What you must know before you turn 25

Everyone who knows this wishes they had known it earlier, but you won’t have to.

Your brain is at a rare time in your life. A time you won’t ever get again. A time where what you do right now will give you an unfair advantage over everyone else. A time when the brain is deciding what it wants to be.

Before the age of 25, you can dramatically alter the development of your brain for the rest of your life.

wpimage alignrightwidth270height203 figure classwp block image alignright is resizedimg srchttpsqph.fs .quoracdn.netmain qimg 48bc64c192b65975f576acfa17cbfb9d lq alt width270 height203figure 1 16

How your neurons develop

Researchers are uncovering more about our most complex organ every day. But here is what you need to know. When you’re born, you have twice the number of synapses as you do now.

Why? Think of a stone carver. They don’t begin with what they need but an excess. As they carve the stone, this means anything that isn’t much use to the statue, they can easily remove. It’s much easier to carve off excess than try to cobble some more stone together.

As your brain continues developing, these neurons slowly die off. Not from old age either. They’re murdered. And we don’t need Sherlock for this mystery. The murderer is you – your immune system tags and eliminates your own brain cells.

wpimage alignrightwidth270height203 figure classwp block image alignright is resizedimg srchttpsqph.fs .quoracdn.netmain qimg 48bc64c192b65975f576acfa17cbfb9d lq alt width270 height203figure 1 17

Why are you killing your own brain?

For a good reason, it’s much better to only have the neurons hanging around that you need. As the saying goes – less is more. Autism and schizophrenia have even been linked to inadequate pruning of your neurons and their connections.

If necessity is the mother of invention, your brain is the mother of necessity. Usefulness is the primary force acting on your noggin. That walnut between your ears isn’t a computer; it’s a use machine. Its primary aim is to store use.

Why? Use keeps you alive. But there’s something your brain hates with as much passion as it loves use, and that’s waste. Anything that isn’t useful gets the chop, including half of your neuronal connections.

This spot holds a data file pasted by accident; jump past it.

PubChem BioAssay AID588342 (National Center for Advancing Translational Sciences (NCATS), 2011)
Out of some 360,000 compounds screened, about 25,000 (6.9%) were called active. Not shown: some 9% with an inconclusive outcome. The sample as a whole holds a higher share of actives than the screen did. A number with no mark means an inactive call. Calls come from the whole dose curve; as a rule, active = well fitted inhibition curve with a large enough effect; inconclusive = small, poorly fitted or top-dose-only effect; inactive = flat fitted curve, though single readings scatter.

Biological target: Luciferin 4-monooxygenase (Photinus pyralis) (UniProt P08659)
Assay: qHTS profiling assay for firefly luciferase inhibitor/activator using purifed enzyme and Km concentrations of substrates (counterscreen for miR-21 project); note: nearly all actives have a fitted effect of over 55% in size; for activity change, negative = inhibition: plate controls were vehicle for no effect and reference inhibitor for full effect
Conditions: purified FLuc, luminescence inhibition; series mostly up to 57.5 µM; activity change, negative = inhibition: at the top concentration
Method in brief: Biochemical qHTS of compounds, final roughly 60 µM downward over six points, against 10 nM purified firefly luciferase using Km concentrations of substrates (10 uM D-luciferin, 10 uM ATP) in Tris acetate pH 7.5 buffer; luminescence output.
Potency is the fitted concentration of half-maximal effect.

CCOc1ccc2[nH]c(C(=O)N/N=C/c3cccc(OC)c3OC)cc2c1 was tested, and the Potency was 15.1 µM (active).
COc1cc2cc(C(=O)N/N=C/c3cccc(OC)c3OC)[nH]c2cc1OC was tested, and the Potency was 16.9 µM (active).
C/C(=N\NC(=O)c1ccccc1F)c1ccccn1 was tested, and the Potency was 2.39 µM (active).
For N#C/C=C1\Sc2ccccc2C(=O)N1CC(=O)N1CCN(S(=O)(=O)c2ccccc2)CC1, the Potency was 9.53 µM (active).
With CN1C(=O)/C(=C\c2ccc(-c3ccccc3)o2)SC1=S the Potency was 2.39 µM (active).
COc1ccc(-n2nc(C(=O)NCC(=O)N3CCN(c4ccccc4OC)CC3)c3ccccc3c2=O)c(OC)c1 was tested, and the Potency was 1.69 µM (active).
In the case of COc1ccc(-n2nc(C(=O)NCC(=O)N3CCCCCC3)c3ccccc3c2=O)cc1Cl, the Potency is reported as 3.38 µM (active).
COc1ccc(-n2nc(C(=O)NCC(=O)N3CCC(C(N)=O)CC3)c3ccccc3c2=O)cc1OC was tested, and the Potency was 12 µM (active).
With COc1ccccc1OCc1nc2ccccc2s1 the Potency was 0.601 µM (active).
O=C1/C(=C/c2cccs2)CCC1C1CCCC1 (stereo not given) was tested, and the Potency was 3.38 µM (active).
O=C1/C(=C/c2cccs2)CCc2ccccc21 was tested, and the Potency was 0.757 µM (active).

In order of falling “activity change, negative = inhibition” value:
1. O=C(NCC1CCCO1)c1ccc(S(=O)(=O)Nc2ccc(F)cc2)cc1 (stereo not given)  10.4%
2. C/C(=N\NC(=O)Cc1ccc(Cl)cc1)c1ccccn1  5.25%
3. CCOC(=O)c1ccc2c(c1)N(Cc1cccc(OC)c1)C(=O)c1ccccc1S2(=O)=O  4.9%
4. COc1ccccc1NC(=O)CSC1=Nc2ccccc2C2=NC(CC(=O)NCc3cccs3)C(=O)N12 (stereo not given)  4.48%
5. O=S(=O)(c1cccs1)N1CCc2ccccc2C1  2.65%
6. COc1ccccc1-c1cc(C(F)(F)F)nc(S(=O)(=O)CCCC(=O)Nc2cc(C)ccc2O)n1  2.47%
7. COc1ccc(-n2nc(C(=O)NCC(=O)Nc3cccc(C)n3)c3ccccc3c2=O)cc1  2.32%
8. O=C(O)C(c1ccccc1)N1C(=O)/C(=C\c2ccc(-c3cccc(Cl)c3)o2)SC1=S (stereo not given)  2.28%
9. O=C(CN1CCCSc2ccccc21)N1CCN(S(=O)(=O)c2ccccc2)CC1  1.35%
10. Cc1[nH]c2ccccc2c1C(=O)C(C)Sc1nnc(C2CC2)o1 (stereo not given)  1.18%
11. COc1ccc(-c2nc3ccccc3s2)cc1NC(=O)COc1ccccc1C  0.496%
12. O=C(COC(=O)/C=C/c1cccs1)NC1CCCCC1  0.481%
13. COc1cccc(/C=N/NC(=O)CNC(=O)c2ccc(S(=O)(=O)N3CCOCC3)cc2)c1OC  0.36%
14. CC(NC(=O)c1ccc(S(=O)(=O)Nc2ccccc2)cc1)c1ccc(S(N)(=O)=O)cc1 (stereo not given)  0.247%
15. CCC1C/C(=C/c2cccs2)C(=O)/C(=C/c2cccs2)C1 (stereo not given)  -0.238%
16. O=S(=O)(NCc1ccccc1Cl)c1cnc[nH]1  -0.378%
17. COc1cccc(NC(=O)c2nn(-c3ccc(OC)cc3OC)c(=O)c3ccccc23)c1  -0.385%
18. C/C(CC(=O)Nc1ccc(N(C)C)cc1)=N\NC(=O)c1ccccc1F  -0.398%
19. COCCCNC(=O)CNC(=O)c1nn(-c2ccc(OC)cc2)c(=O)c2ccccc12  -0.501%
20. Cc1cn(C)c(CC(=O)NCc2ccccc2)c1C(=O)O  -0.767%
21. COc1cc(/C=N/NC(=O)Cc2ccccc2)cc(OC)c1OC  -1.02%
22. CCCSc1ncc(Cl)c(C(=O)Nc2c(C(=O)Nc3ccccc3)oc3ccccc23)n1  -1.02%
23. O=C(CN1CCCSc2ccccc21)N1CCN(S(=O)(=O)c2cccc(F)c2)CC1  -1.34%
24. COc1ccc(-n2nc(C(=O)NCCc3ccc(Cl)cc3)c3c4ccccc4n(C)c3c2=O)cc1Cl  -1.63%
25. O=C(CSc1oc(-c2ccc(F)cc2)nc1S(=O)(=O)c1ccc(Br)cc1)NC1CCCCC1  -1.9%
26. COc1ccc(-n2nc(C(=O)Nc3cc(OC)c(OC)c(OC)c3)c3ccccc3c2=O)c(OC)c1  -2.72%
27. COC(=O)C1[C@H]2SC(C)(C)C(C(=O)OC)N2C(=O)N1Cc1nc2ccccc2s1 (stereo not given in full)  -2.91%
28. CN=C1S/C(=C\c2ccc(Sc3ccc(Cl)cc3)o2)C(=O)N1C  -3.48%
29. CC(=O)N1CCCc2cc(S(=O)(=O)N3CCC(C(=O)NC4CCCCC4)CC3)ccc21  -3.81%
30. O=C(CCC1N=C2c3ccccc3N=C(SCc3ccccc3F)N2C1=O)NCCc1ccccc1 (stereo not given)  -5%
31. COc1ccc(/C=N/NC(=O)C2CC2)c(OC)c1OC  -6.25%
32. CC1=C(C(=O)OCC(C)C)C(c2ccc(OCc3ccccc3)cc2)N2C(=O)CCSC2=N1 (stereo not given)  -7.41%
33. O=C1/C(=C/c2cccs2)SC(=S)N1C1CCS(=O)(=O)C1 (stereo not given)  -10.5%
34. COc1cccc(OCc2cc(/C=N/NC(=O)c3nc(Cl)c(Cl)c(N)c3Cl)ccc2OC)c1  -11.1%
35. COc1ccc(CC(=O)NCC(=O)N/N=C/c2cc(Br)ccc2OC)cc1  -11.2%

Creating neural pathways

Synaptic “pruning” is what we call the culling of our neurons and dendritic connections. Dendrites are the web of tentacles that connect neighbouring neurons together.

image 2
Courtesy of Curtis Neveu - CC BY-SA 4.0

Guess what dictates which neurons die? Use. Your brain shears away the neuronal pathways that receive little use. This leaves only the most travelled pathways remaining.

Take the following activities:

  • Watching TV
  • Spending hours on social media
  • Playing video games
  • Overindulging in food

The more you undertake these activities, the stronger your brain’s connections associated with them becomes. It soon becomes effortless to maintain these activities and agony to stop.

What about these?

  • Reading.
  • Learning.
  • Exercising and eating healthy.

The less time we spend on these activities, the weaker their neural circuitry becomes. Your brain literally prunes away the connections encouraging these activities, and with this, they become even harder to do.

When does all this mostly happen?

Until the age of 25.

This means you have the power to lay down healthy and productive connections that will remain with you for the rest of your life.

You also have the power to resist the unhealthy temptations in your life now and forever weaken their grip on you. Now’s your chance. Take it.

What if you’re older than 25?

What if you’re older? No problem. The brain has a remarkable ability to adapt and change. Neuroplasticity occurs all throughout your life.

When you stop learning, you start dying.

Albert Einstein

If you missed this advice before turning 25, don’t give it a second thought. All it means is a little more challenge in overcoming your vices and establishing healthy habits. The extra challenge will make the victory all the sweeter.

Never fall victim to thinking that it’s too late to change. You haven’t missed the train; there is always another one coming. It’s when you walk away, thinking it’s gone, that you miss it.

Anyone who stops learning is old, whether at twenty or eighty. Anyone who keeps learning stays young. The greatest thing in life is to keep your mind young.

Henry Ford
Published in Learning, Science, Self Improvement
Stoicable

Stoicable

Exploring the wisdom and lessons of Stoic philosophy

Get Your Guide To Stoicism

Explore Stoicism with our free foundational course sent to your email. Subscribe below for access.

>
small_c_popup.png

Ready to begin your Stoic Journey?

Get access to
All of our Stoic
Guides.

Copy link